I would highly recommend KnowBe4 to any Australian organisation looking to progress their Change and Awareness program using a leading-edge platform and best in class service support."



"Hi Stu, I read your article on Entrepreneur.com. Having worked in an established corporate environment and in a startup company as a software developer for many years before I landed here, I think it’s great that you give credit to the team that you have built, but I know that your direction and philosophy and dream have a lot to do with that also.

I can tell you that EVERYONE I have ever talked to or met at KnowBe4 has been so positive and helpful and wonderful to work with. EVERYONE, I’m serious. Usually there’s a grouch or arrogant/egotistical personality somewhere but apparently not at KnowBe4. After reading your article, I can see why. You have everything together there. Congratulations to you for putting together such a unique company, and every day I am glad that we were able to find you when we did."
- B.G., IT Staff
The 10 Interesting News Items This Week
    1. "The intelligence coup of the century" Interesting story, 10-minute read for a break!
      https://www.washingtonpost.com/graphics/2020/world/national-security/cia-crypto-encryption-machines-espionage/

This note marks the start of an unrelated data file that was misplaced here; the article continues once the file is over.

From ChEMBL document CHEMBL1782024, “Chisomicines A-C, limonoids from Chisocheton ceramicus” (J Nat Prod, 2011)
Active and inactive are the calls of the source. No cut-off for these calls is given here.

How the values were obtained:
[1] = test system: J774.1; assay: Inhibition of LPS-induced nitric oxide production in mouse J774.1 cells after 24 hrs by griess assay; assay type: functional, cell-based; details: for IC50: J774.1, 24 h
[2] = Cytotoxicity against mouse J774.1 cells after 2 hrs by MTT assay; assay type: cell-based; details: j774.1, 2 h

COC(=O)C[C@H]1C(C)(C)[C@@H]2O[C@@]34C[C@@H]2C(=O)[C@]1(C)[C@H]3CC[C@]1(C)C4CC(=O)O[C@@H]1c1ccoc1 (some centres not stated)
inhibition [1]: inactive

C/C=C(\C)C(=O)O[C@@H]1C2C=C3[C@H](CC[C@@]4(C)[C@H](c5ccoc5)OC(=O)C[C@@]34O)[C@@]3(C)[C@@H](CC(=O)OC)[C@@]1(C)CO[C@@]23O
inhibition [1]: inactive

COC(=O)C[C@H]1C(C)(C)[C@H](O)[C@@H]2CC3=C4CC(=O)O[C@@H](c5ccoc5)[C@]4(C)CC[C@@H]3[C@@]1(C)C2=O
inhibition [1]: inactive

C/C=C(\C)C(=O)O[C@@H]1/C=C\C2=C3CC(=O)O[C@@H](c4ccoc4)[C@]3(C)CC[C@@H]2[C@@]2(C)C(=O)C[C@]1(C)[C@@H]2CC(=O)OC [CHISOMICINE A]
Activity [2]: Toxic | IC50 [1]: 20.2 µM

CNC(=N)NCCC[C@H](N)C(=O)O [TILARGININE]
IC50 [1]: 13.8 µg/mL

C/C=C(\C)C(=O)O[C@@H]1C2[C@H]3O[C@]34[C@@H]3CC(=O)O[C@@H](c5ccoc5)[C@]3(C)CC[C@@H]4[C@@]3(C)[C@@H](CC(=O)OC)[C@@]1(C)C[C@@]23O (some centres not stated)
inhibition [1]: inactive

2. DOJ charges four Chinese military hackers for Equifax hack:
      https://blog.knowbe4.com/doj-charges-hackers-from-the-chinese-people-liberation-army-with-2016-equifax-data-breach

    3. FBI Arrests Former MSP Employee for Peddling Cloud Server Admin Access:
      https://www.msspalert.com/cybersecurity-news/fbi-arrests-former-msp-employee/

    4. Apple Security Shock As Mac Threats Outpace Microsoft Windows By 2 To 1:
      https://www.forbes.com/sites/daveywinder/2020/02/11/platform-wars-2020-apple-security-threats-outpace-microsoft-windows-for-first-time/#2cbd36d47c5a

    5. Welcome to the era of Ransomware 2.0:
      https://www.itproportal.com/news/welcome-to-the-era-of-ransomware-20/

    6. Forget Hacks... Ransomware, Phishing Are Election Year's Real Threats:
      https://www.darkreading.com/attacks-breaches/forget-hacks-ransomware-phishing-are-election-years-real-threats/a/d-id/1337004

    7. Scammers are trying to exploit coronavirus concerns to breach companies:
      https://www.cyberscoop.com/coronavirus-phishing-emails-proofpoint-research/

    8. US government goes all in to expose new malware used by North Korean hackers:
      https://arstechnica.com/tech-policy/2020/02/us-government-exposes-malware-used-in-north-korean-sponsored-hacking-ops/

    9. Bill Offers $400M for State, Local Government Cybersecurity:
      https://docs.house.gov/meetings/HM/HM00/20200212/110515/BILLS-116pih-TheStateandLocalCybersecurityImprovementAct.pdf

    10. A new station is on the air: CYBERCRIME RADIO is launching:
      https://cybercrime.radio
Cyberheist 'Fave' Links
This Week's Links We Like, Tips, Hints and Fun Stuff

FOLLOW US ON: Twitter | LinkedIn | YouTube
Copyright © 2014-2020 KnowBe4, Inc. All rights reserved.

Subscribe To Our Blog


Nuclear Ransomware Webinar




Get the latest about social engineering

Subscribe to CyberheistNews